If you’ve ever had a message you want to communicate, then you know that you want your message to be easily understood. If a message can’t be understood, then it’s just a clanging gong, and will be ignored.
But did you know that how you express your information affects how people understand it? That’s what media Philosopher Marshall Mcluhan believed when he wrote his famous line “The medium is the message”.
One of the most important things a communicator can do is use his medium according to how it works. When a person releases information, the method of how this information is expressed can affect how people read it. For example, a short video may attract more viewers than an article that covers the same information. It’s also true that mediums change as people do. They find a different purpose for a new tool. That’s why marketing experts like Seth Godin emphasizes on you knowing your content’s form and function.
It is especially true for those in the field of Social Media. As this field grows and grows, businesses must master the necessary technologies in order to reach their audience where they were. However, not all social media outlets are the same. Each presents a different way of expressing content. We read one website differently than we read the other.
So, how do these markets work out differently? That’s a hard question. Here is a look at three of the biggest networks out there, and how they express their social relations.
Twitter is designed to share a short “tweet” of information to a large group of “followers”. These short tweets encourage readers to just scan over their feed and find what they like. The longer the tweet, the less likely a person is to read it. However, a catchy name may attract readers to click on your link, or to retweet their information. Also, Twitter is more impersonal, which is my some people can follow companies and their updates easier than on Facebook.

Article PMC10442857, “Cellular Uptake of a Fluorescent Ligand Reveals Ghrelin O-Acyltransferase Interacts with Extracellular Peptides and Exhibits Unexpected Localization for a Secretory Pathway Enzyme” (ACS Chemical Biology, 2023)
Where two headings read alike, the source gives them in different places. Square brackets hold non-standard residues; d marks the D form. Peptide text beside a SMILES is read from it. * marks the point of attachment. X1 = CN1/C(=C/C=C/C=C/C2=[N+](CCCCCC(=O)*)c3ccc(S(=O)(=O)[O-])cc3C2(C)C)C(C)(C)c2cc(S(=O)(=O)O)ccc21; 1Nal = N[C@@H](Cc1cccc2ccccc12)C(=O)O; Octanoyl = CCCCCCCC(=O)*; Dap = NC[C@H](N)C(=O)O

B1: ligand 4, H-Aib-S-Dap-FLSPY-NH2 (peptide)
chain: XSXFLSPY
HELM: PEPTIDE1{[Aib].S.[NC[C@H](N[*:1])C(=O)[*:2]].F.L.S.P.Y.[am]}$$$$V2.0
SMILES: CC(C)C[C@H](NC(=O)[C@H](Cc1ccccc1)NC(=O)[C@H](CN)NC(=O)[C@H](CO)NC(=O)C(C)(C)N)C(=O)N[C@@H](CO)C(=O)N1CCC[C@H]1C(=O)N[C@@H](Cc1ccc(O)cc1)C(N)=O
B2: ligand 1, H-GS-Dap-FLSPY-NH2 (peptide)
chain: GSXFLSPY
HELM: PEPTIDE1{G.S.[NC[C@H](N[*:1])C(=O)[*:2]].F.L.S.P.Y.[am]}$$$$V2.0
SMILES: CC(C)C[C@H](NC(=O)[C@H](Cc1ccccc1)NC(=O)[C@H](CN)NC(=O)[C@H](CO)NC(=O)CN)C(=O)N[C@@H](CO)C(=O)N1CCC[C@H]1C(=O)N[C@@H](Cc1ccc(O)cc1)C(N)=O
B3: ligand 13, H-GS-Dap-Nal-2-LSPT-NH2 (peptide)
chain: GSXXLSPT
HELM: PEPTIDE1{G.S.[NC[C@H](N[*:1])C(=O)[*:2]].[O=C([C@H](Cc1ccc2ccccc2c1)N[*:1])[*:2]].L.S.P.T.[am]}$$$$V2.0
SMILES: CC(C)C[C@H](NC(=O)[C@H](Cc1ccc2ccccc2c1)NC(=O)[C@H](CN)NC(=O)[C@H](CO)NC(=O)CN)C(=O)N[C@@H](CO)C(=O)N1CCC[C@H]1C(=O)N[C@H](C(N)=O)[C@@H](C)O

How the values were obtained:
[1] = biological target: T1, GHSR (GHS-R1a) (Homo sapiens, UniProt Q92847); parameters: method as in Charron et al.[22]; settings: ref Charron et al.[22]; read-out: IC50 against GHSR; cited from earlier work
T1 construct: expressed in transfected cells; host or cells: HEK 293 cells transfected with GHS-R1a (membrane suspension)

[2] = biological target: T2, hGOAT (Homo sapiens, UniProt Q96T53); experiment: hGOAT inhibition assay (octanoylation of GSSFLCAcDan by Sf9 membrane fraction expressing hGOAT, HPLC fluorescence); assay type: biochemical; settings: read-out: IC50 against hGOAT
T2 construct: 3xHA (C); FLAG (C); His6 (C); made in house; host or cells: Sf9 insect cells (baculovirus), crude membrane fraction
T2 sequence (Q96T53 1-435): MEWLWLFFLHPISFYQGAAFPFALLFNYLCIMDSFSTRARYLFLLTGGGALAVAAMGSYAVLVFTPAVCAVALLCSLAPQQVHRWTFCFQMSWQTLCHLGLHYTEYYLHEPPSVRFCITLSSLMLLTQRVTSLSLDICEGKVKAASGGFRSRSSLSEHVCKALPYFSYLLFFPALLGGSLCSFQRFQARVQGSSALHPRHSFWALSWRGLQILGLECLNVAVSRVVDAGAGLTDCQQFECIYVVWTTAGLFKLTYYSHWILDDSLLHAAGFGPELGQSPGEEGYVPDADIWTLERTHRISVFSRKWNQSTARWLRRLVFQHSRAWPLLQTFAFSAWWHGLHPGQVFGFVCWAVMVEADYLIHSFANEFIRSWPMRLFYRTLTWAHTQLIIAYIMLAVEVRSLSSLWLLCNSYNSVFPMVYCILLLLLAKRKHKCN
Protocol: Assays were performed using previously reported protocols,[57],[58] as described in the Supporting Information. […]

Twitter also produces more info-per-minute than the other media. This overload of info shortens the value of how long a tweet is valid for marketing. There are reports on line that illustrate how short a Tweet is influential (some estimate 25 minutes, others have said 2 minutes). Most people don’t dig through all their tweets to find every nugget. They just see the most recent. This is a serious problem. It’s why you’re more likely to find websites like Bufferapp.com attracting a larger market. They determine when people normally read their Twitter feed. If you can get your tweet up front, then they are more likely to click it.
Facebook is a more conversational website. People express their events and opinions quickly instead of just quick postings. Facebook also has a tendency to encourage human conversations instead of just a quick statement. The comment bar and Like button make it more likely that someone will interact with your item. However, fan pages do gain a large amount of traffic. Facebook does encourage readers to also engage their audience and more focused on relatonship that you build. A person is far more likely to take another person’s experience, and use it to fuel their choice. The nice thing about Facebook is that people spend more time there on a single occurrence than on Twitter. That gives advertisers a greater chance of relating to them.
Linkedin is the most professional and also the smallest of the Big Three. Businesses are more likely to use this for networking and connections. So, what does that mean? It means that even though it isn’t the greatest tool for marketing, it can be a helpful tool for learning about your market. Many Linkedin guides recommend using it for offering polls, for asking and answering questions, and even for networking.
With the number of differences between networks, is it actually good to use a single tool (like Hootsuite) to publish all of the same content to different networks? This is debatable. But from a “medium makes the message” perspective, it isn’t the best choice. You see, A tweet doesn’t always translate well to a Facebook post. The same can be said of a Linkedin update. Because of these vast differences, it can make creating social updates limited. But if a user wishes to investigate further, there are ways to cross over it. But as you move forward with your marketing, you’ll need to make sure that your message is getting through clearly.
Christopher Hutton is an “Idea Geek”. He loves discovering new insights into the “hidden side of everything” and applying them to how we live, and how we run businesses. He currently blogs on these new ideas at Liter8 Ideas and you may also follow him on Twitter.